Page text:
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First of all I want to give many thanks to Google GData API's engineers for their good work and I'd like to mention that this question is not meant to criticize anything. It just pointing out things.

Could anybody please explain that to me? As far as I can see, the developers of java's google api client library are reinventing the wheel. It's like writing a new JDK for a Java project, because abdera client does what google api client library does and abdera server features and adapters could be used as well for many things, like entry persistence and many others.

I'm aware of the fact that google data protocol is a little specific atom publishing, but if one needs to use some of the fancy extensions and features that Apache Abdera project offers for this protocol, it is better not to use google api client library and implement the client from scratch with Abdera... And I'm sure that in a lot of cases its features such as Abdera's JCR adapter would become very handy for google docs, google translator toolkit and practically for most of the others.

Now it's great that there is a google api client library to be used for google docs, but what am I going to do with the documents and atom feed responses? I believe that in more than a half cases there is also a repository or database on the other side. And in that case, abdera is needed, not the simple google api clients that are only marshalling/unmarshalling the feeds...

In fact, there is something to persist in all of the google APIs. It would make sense, if google decided to invest the effort into Abdera enhancement or integration... This doesn't... Especially considering a very known fact in software development, that second release is usually rewritten from scratch. Apache Abdera is a mature project with 5 years of its existence, used by tons of apps.

If there are reasons, that I don't see and implementing the client with the use of pull parser only was really necessary, I would at least use a xml pull parser that is not deprecated. Xmlpull.org is 6 years old, but inactive and it doesn't even implement StAX api. stax.codehaus.org reference implementation, JRE default stax implementation, Apache Axiom implementation and mainly woodstox.codehaus.org implementation would be way better, why to avoid specifications and active projects with support and community ?

My apologies to the developers of google api client java library for this critique, but I really like google apis, but working with the first version of this client was really bitter experience, the current release is nice. But a lot of time was wasted actually mainly due to Reinventing the wheel and those extreme inter-release changes from version 0 via gdata-java-client to google-api-client-java.

Finally, google makes the APIs restricted after people invest both time and money into it, so why care, right ? :-)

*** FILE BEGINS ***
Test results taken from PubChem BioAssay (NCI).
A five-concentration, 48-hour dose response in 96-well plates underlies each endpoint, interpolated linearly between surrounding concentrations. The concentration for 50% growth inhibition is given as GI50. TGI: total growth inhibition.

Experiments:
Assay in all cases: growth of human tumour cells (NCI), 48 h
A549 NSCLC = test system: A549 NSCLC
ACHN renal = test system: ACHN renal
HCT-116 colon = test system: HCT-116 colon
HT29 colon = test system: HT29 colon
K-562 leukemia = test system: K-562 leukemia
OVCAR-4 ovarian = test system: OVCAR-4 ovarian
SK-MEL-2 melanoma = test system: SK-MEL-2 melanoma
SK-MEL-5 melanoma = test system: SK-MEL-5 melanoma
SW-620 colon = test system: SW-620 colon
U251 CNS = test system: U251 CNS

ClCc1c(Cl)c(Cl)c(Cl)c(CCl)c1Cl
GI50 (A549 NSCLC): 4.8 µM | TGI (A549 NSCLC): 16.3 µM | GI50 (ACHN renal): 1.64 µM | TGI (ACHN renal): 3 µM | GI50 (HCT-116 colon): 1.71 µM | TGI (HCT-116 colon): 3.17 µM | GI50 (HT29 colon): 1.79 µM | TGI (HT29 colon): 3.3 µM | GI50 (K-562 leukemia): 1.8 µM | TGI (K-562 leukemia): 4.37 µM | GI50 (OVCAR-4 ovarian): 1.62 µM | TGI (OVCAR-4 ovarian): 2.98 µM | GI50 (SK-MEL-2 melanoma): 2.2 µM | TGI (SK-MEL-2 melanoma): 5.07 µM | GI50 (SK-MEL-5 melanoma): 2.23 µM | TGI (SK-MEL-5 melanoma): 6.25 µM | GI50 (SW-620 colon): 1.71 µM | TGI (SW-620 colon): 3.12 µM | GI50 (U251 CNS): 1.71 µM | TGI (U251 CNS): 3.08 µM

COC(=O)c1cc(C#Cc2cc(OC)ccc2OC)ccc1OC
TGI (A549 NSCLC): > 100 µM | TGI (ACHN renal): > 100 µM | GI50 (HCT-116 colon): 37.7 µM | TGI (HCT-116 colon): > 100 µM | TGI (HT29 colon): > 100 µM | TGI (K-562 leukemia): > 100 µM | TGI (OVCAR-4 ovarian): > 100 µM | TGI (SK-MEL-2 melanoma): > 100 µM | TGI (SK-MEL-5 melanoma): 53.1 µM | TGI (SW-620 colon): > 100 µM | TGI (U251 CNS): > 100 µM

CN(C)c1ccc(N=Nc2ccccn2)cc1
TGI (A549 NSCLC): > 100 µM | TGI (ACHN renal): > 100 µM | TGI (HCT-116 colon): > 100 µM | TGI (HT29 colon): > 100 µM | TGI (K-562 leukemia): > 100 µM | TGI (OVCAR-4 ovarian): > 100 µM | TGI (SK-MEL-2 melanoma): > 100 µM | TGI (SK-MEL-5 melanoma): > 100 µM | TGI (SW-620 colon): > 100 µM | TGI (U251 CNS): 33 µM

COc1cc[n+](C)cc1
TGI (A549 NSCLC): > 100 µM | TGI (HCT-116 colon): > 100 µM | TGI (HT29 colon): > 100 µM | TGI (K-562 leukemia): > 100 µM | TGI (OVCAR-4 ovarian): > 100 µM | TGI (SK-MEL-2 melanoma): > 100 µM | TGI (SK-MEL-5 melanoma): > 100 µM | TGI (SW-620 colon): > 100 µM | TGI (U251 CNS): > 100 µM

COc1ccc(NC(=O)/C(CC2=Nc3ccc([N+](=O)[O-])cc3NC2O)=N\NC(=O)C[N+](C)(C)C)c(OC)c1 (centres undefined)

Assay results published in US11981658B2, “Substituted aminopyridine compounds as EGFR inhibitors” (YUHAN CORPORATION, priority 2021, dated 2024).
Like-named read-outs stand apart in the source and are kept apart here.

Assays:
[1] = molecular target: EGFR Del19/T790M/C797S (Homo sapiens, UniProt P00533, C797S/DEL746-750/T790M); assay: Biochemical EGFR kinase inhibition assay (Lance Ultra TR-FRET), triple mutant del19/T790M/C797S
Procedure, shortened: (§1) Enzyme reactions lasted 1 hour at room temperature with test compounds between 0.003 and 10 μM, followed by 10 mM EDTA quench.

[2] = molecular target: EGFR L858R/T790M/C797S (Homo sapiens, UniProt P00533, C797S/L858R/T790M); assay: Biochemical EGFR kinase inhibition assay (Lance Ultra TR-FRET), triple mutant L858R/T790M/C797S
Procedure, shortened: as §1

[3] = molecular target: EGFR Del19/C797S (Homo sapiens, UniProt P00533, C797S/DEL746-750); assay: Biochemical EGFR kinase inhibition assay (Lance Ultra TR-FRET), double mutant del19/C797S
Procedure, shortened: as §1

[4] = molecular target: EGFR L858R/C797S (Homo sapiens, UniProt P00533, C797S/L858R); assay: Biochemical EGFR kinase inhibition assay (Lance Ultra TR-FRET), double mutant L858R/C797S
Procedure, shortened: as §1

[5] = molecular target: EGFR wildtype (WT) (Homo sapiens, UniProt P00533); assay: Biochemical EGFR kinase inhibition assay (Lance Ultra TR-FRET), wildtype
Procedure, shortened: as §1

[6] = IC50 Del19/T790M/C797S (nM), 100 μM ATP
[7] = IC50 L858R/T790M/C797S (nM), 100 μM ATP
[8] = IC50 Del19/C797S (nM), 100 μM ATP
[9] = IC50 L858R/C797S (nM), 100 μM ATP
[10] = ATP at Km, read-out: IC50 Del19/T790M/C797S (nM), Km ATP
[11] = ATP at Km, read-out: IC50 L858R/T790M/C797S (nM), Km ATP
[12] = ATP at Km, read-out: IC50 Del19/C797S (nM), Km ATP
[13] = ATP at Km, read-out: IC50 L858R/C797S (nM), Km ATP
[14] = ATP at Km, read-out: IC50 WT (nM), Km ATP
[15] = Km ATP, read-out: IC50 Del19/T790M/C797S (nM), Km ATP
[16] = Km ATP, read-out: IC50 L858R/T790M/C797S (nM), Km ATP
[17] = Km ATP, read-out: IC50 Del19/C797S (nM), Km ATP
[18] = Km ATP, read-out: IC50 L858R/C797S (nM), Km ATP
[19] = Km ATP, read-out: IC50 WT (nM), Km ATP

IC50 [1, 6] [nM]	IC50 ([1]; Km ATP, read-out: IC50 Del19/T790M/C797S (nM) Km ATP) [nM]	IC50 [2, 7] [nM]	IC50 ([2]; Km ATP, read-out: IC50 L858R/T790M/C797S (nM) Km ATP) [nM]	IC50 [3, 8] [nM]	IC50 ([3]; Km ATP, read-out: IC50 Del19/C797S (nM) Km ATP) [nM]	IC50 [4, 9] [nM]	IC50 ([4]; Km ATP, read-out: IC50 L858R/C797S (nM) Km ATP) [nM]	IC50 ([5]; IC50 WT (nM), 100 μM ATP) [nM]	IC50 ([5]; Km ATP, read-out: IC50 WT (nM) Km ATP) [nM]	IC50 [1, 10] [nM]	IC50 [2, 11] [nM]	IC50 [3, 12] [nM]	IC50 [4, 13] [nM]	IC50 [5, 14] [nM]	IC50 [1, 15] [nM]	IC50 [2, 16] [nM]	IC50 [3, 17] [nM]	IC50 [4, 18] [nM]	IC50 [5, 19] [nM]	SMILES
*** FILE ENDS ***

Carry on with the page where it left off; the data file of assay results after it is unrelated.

I'm taking back what I said, the software and protocol changed a lot since then... Now when GData supports JSON as well it wouldn't even makes sense to use it !

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Google is very, very picky about the quality (and probably license) of any code they base their infrastructure on. To an extent that it sometimes looks like the not-invented-here syndrom. They'd rather re-implement a library than live with something that doesn't match their needs. That's good or we wouldn't have Google Collections/Guava ;-) –  Joachim Sauer Mar 15 '11 at 15:48

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I had the same problem. You can get inspiration from google-feedserver project. It uses the old gdata version of google client library, but the project deals with combination of it with Apache Abdera. They are doing database persistence via ibatis.

However, what I did: I spent 2 days learning and implementing my client app with google api client library hoping that the development of the library will go on and new features will be added. But unfortunately it's pretty much the same for a long time. So I recently used Abdera client and I created a few extensions org.apache.abdera.examples.extension.* for google data api and I used Abdera entirely. If you think about it, there is no need to use the google api client library. You just need to set up authorization header

clientLogin.authenticate().setAuthorizationHeader(Util.getTransport());

As to why google doesn't use Abdera framework, I'm asking myself the same question. It's one of the problems of Java world. Waste on many places. Abdera framework is a really nice project and with all due respect to Google, if they decided to create its own client library they should do it more powerful. (it's my opinion) Simply put, if Abdera framework was crappy, I'd get it, but it is very well done and very feature rich.

On the other hand, the features that Abdera framework has, exist because of the nature of the project. It's mainly an atompub server, so that it is supposed to handle data supplied by clients. But google API clients kinda require handling as well, though google client library doesn't offer the possibility.

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